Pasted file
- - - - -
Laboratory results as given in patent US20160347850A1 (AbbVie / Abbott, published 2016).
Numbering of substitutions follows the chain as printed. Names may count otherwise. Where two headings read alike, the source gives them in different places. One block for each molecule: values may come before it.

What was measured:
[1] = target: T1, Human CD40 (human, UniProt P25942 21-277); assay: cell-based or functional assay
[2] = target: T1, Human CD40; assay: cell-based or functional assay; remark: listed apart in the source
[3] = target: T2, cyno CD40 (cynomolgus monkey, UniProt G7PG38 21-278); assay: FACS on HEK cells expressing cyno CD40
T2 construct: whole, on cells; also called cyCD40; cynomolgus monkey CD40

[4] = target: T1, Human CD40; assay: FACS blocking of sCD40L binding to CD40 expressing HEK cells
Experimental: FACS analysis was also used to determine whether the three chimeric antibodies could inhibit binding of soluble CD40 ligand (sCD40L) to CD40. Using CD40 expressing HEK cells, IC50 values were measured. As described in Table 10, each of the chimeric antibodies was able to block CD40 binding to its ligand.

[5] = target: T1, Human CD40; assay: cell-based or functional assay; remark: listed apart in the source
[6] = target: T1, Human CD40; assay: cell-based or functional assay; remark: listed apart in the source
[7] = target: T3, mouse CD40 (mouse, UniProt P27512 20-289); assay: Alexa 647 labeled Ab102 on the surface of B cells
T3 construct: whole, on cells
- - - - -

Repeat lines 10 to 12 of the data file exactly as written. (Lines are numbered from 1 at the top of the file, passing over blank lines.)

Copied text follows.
[5] = target: T1, Human CD40; assay: cell-based or functional assay; remark: listed apart in the source
[6] = target: T1, Human CD40; assay: cell-based or functional assay; remark: listed apart in the source
[7] = target: T3, mouse CD40 (mouse, UniProt P27512 20-289); assay: Alexa 647 labeled Ab102 on the surface of B cells